• Encapsulating metal oxide nanoparticles like SiOx or Co3O4 to boost capacity and cycle life.

Recently, researchers at Samsung used silica / graphene balls in the anode and as a coating on the cathode. This improved energy density by 27.6%, enabled 12-minute full charging, and boosted capacity by 45%.

Graphene balls also show promise in enhancing lithium-ion battery performance in terms of capacity, charging speed, cycle life, and thermal stability. Continued research and development could enable graphene balls to help lithium-ion batteries meet the increasing energy demands of advancing technologies.

The electric aviation and AAM sector have formidable challenges ahead that cast doubt on the lofty promises of a near-term green aviation revolution. While the potential for sustainability, affordability, and accessibility is undeniable, realities and physics are what they are. Efforts to improve battery technologies, explore alternative energy solutions, and secure rare earth elements are undoubtedly crucial steps, however those within the AAM industry need to understand optimism isn’t a panacea.

The potential technological leaps and anticipated ground-breaking innovations may divert attention from the most pressing issue at hand: efficiency. In the eagerness to chase the dream of electric aviation, the key players must not lose sight of the immediate need to optimise and maximize the performance of existing technologies. Prioritising efficiency as a cornerstone of meaningful progress in the industry is imperative.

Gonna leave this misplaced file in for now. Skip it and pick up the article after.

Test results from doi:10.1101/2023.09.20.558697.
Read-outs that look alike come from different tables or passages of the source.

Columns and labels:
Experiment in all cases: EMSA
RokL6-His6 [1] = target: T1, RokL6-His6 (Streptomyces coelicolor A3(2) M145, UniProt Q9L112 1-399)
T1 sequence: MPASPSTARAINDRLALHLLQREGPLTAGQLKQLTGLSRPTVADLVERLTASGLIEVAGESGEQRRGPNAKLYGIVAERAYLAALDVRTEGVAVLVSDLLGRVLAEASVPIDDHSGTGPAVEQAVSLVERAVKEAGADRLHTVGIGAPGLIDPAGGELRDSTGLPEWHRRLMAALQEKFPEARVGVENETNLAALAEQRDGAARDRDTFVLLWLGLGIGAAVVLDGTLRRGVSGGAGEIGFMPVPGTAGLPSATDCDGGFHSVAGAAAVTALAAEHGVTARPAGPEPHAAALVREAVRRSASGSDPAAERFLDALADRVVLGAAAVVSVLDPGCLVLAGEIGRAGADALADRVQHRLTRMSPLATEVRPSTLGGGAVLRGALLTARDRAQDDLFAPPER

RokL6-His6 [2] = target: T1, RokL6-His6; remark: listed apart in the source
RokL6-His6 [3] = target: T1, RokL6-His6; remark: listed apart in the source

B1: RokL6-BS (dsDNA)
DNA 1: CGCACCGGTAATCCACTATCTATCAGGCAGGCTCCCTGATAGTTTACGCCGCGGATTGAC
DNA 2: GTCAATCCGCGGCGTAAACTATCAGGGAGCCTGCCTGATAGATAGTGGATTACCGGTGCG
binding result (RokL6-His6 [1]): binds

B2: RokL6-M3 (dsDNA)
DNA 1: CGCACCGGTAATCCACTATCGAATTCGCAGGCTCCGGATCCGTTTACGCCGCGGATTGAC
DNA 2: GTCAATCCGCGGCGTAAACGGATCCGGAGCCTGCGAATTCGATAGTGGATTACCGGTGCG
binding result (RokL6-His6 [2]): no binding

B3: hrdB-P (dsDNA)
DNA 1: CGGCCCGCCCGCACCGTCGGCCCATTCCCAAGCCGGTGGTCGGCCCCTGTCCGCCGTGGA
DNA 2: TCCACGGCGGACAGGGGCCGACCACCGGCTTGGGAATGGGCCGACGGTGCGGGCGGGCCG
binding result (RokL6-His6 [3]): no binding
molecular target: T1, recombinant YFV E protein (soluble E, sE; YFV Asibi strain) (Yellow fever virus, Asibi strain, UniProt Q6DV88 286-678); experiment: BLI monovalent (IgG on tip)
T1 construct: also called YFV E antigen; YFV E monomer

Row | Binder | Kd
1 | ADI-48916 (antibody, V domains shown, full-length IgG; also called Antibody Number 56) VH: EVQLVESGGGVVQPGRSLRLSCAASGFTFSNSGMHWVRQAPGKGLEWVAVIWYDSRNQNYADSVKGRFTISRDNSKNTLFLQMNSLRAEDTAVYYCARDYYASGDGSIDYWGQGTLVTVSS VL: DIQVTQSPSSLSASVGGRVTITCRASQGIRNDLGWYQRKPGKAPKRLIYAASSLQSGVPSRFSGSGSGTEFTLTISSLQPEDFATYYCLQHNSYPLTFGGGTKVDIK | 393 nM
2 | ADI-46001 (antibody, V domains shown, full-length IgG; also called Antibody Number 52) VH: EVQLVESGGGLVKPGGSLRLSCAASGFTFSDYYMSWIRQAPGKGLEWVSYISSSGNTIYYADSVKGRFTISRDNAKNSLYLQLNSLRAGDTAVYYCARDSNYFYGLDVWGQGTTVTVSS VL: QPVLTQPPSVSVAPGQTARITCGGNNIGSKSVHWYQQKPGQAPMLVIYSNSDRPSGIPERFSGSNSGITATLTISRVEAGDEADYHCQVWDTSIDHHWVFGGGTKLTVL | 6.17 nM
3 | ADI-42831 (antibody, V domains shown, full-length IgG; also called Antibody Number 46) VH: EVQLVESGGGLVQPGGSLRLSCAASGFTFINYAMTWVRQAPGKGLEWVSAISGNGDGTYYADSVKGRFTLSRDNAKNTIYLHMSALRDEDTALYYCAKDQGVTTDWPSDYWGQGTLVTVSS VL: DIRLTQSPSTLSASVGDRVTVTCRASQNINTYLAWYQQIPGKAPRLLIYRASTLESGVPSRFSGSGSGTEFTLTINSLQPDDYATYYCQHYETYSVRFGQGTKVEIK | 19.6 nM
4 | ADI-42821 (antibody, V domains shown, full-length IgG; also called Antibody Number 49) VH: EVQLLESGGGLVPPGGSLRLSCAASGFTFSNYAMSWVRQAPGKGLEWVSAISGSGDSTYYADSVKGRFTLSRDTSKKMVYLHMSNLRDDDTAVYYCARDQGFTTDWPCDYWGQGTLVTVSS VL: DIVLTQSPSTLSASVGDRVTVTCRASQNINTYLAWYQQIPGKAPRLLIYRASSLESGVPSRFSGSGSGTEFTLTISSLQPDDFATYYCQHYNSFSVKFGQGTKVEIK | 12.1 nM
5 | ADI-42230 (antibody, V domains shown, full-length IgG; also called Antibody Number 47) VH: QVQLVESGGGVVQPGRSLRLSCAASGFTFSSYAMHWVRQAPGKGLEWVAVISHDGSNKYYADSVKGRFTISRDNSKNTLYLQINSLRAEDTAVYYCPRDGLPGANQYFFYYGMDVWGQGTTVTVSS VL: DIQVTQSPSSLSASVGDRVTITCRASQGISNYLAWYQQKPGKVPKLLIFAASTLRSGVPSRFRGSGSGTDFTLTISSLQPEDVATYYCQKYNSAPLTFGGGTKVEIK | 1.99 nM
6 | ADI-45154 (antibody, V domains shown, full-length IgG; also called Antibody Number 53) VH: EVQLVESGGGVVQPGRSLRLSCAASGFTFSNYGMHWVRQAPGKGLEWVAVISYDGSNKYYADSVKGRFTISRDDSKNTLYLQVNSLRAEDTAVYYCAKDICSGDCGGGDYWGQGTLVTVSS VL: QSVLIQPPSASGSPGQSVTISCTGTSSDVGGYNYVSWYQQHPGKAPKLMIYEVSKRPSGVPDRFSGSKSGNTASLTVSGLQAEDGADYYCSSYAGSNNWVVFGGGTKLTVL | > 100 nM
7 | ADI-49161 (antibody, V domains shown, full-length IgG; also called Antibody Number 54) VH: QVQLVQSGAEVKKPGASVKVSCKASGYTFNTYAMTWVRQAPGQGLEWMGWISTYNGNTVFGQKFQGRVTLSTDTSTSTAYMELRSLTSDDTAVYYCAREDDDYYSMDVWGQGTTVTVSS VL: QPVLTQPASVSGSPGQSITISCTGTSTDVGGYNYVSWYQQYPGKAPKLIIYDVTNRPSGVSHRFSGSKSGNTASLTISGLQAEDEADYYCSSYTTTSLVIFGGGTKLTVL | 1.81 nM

Incremental gains in efficiency can deliver significant tangible benefits today, reducing energy consumption, emissions, and operational costs. Efficiency improvements should not be overshadowed by hype.

Rather than placing our faith solely in yet-to-be-perfected technologies, and in certain areas yet-to-be-created, we should redirect our efforts toward making the most of what we have. This entails embracing energy-efficient designs, refining operational procedures, and enhancing existing propulsion systems.

Efficiency-first and a combined hybrid powertrain approach is the logical bridge across the chasm between the present and the future aspirations of electric aviation.

The electrification of air transport faces supply chain vulnerabilities, energy storage limitations, and within aviation regulatory complexities, and safety cases are real issues. On a funding level, its enemy is lurking in the in the haze of endless grandiose promises that is several instances simply defy technology capabilities.

Only by prioritising efficiency and looking at the existing technologies to progress a realistic evolution, can we hope to make meaningful strides towards a greener, more sustainable aviation industry.

Carl Cagliarini

Author

With over 25 years of experience, I have merged special operations with high-value commercial technology. In leadership roles across public and private sectors, I have navigated key milestones from early Wi-Fi adoption to spearheading laser communications programs and rescue and restructure of failing companies. My journey stands out through deep technical aviation and autonomy expertise, demystifying complex narratives with humility. Moreover, I have harnessed AI and machine learning, sharing my experiences as an early adopter.

Bridging defence and commercial realms, I underscore innovation’s impact on security and progress. Amidst challenges, unwavering action and teamwork are essential.

From state security to driving commercial innovation, I operate on universal principles. Collaborating with capable teams, I have rescued investments and orchestrated solutions for significant returns.

Looking ahead, my dedication focuses on driving defence and humanitarian innovation, nurturing collaboration and advancing progress. Over the next quarter-century, my mission is to reshape defence outcomes and more by nurturing a future rooted in humility, innovation, teamwork, impactful change, and unwavering action, including dismantling barriers that hinder innovation.